Document Type

Article

Department/Program

Virginia Institute of Marine Science

Publication Date

2017

Journal

NATURE COMMUNICATIONS

Volume

8

Abstract

Salt marshes are valued for their ecosystem services, and their vulnerability is typically assessed through biotic and abiotic measurements at individual points on the landscape. However, lateral erosion can lead to rapid marsh loss as marshes build vertically. Marsh sediment budgets represent a spatially integrated measure of competing constructive and destructive forces: a sediment surplus may result in vertical growth and/or lateral expansion, while a sediment deficit may result in drowning and/or lateral contraction. Here we show that sediment budgets of eight microtidal marsh complexes consistently scale with areal unvegetated/vegetated marsh ratios (UVVR) suggesting these metrics are broadly applicable indicators of microtidal marsh vulnerability. All sites are exhibiting a sediment deficit, with half the sites having projected lifespans of less than 350 years at current rates of sea-level rise and sediment availability. These results demonstrate that open-water conversion and sediment deficits are holistic and sensitive indicators of salt marsh vulnerability.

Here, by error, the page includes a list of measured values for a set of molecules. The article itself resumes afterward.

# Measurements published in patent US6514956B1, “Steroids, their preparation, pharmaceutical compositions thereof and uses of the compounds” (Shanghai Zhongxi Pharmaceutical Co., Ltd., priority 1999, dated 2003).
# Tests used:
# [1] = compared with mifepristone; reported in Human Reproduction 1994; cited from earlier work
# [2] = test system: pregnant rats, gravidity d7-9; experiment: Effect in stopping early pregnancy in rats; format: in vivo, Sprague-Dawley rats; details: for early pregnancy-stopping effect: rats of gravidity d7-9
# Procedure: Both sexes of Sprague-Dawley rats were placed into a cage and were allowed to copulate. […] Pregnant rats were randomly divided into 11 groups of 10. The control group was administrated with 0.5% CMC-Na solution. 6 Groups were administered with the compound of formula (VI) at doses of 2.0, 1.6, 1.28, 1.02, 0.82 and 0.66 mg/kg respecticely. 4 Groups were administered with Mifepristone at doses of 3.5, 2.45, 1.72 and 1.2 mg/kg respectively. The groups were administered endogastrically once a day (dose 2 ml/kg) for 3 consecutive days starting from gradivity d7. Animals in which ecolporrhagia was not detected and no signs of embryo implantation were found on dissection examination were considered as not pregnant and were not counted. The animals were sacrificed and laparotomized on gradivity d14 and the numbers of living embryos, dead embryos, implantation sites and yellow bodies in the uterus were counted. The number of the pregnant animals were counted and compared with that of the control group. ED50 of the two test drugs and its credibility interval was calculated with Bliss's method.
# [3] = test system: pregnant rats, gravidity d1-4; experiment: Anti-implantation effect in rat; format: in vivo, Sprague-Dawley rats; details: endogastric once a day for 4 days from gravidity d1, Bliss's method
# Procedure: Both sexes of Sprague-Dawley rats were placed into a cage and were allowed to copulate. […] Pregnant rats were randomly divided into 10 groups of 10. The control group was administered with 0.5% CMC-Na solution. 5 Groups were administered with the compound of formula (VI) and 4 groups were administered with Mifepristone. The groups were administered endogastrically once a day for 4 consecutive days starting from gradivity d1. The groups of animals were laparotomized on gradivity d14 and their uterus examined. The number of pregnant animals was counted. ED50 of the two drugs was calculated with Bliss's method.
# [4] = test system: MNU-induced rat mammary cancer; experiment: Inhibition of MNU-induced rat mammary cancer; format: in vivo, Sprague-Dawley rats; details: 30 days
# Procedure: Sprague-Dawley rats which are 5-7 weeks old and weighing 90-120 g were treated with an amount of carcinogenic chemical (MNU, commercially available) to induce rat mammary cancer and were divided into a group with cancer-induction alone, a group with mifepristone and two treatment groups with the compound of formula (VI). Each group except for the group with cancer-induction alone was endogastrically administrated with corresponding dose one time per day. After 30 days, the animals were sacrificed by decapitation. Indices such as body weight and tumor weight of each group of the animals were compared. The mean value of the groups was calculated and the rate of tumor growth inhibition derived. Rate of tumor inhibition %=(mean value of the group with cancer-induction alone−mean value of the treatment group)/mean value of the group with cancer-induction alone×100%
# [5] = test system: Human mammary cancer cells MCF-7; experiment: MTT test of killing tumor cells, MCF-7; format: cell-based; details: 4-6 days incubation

DOI

doi:10.1038/ncomms14156

Keywords

SEA-LEVEL RISE; TIDAL WETLAND STABILITY; SEDIMENT TRANSPORT; CONCEPTUAL-MODEL; RESILIENCE; ACCRETION; COLLAPSE; FLUX; BAY; VEGETATION

Creative Commons License

Creative Commons Attribution 4.0 License
This work is licensed under a Creative Commons Attribution 4.0 License.

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